Amy Sillman, Feb. 27-Apr. 4, 1998, at Casey Kaplan, 48 Greene Street, New York, N.Y. 10012.
Diana Cooper, Feb. 14-Mar. 21, 1998, at Postmasters, 80 Greene Street, New York, N.Y. 10012.
"I have an eye for the beauty of ugliness, awkwardness, isolation," Amy Sillman writes in a statement for her current show. "Like a fatso, my paintings are built for comfort, not for speed." Sillman, a 41-year-old New Yorker from Chicago, is a lyrical neo-Surrealist specializing in coloristic and textural sublimities. She delivers emotional unease at a pitch of friendly whispering. She told Faye Hirsch for a recent article in World Art, "Surrealism is the other white meat." Also: "Painting is a performative record of not knowing where you're going." And: "Essentialism is really awful. Let's just take whatever we want."
When serious artists' statements become rangy and witty, rather than glazed or spastic with anxiety as they usually are, you suspect that artistic conditions have taken a turn for the better. It indicates that creative problems are being entrusted to rhythms of lived life rather than vested with the urgency of military operations. Of course, this counts only if the art in question is good. Sillman's paintings are so good, in a manner intensely idiosyncratic and insinuating, that I am fairly surprised to be writing about them.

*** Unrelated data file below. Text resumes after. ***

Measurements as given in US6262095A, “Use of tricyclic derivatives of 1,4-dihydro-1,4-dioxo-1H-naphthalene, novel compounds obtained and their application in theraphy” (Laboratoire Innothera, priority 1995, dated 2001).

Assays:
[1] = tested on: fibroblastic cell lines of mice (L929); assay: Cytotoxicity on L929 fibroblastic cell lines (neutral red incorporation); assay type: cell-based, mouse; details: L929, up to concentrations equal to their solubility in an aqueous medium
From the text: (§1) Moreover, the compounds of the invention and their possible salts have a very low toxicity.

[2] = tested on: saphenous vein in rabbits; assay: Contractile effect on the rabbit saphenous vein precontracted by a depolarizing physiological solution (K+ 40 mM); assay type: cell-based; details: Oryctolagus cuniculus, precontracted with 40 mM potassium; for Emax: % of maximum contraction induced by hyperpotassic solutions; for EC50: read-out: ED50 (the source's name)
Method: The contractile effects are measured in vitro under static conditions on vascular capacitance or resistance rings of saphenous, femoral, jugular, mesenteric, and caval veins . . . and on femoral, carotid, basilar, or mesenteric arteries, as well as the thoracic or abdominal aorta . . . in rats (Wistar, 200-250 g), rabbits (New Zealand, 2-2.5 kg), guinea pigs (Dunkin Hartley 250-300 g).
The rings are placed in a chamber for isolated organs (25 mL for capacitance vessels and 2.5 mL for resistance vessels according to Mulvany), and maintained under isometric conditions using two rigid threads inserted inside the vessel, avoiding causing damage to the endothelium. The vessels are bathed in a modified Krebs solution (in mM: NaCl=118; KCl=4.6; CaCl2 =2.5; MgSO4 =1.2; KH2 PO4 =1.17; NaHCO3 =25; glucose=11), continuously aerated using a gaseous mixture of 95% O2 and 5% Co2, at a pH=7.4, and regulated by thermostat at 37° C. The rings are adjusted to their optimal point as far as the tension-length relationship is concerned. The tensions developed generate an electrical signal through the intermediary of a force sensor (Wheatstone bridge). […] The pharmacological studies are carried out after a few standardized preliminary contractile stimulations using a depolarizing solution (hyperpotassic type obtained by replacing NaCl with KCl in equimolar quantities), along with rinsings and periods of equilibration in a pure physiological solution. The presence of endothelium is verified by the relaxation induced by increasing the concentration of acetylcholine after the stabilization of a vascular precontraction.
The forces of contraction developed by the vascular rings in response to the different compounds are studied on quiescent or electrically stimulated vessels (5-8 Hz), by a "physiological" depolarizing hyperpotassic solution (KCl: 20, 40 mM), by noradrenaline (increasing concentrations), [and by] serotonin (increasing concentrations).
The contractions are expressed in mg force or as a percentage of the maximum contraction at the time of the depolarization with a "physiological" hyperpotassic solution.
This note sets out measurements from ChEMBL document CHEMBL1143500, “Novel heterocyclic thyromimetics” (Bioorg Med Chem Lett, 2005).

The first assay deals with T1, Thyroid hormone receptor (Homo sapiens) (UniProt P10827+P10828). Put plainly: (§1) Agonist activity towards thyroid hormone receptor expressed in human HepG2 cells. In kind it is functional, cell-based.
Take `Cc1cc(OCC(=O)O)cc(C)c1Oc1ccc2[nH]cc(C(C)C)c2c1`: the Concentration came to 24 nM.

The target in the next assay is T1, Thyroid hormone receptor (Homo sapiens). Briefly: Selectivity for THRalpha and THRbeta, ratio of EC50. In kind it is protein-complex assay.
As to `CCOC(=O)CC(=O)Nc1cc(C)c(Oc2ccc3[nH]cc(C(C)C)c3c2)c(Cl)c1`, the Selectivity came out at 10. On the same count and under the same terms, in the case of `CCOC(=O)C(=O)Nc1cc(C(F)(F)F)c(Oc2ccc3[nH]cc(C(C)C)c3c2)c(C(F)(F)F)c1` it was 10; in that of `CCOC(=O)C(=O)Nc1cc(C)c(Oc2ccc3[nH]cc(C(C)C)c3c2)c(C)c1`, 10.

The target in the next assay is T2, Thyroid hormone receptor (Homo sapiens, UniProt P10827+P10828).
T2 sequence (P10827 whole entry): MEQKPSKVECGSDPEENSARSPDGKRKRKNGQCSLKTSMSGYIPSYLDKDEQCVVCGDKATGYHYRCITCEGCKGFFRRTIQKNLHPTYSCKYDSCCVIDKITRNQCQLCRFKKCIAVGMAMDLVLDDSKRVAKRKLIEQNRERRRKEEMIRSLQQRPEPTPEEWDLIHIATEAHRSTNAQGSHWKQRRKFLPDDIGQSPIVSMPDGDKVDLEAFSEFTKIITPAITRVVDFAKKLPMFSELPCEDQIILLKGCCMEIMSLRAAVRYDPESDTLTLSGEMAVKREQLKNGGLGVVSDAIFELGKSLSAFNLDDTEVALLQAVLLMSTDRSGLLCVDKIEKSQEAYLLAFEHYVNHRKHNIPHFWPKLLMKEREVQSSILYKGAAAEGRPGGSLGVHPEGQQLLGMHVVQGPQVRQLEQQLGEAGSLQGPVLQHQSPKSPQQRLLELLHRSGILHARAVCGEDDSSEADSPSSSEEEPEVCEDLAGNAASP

Sillman is a painting lover's painter, providing kinds of joy that one may be inclined to keep to oneself. I would prefer to take such stuff home, having written a check instead of a review. (If I could write that check, would I be a working critic? Guess.) I want to look at it, not talk about it. In my apartment is a wall that hankers for Sillman's Miniature Illinois, a funny and classy, beautiful picture. Is its charm inexhaustible? Time would tell. Greeting me over coffee every morning, for months if not years, would be this:
A four-by-five-foot schematic landscape of brushy blue water, flat yellow hillside and washy pink sky. Banks of repetitive red strokes, like perfunctory decorative borders in a mode vaguely Asian, delineate shore and horizon. A gawky, impastoed little pine tree inflects one edge of the yellow expanse, which is otherwise blank but for pentimenti testifying to rejected material and a small, hovering, salmon-colored square. The picture's textures of layered and scraped oil and gouache, alternately shiny and as suave as vellum, glow like fresco. I lose my heart to the colors, at once bright and chewy, and am in no hurry to retrieve it.
Each Sillman painting stands alone, with a sense of emotional occasion that is part poem, part short story and part memoir or diary. Her vast, quietly astonishing repetoire of imagery can suggest Francesco Clemente interpreted by Milton Avery with helpful hints from Tex Avery (among other master cartoon animators). An immediate, easy allure draws a viewer into emotional waters that soon prove more turbulent than they appeared. Go see. A new, slightly difficult, densely erotic relationship may commence in your life.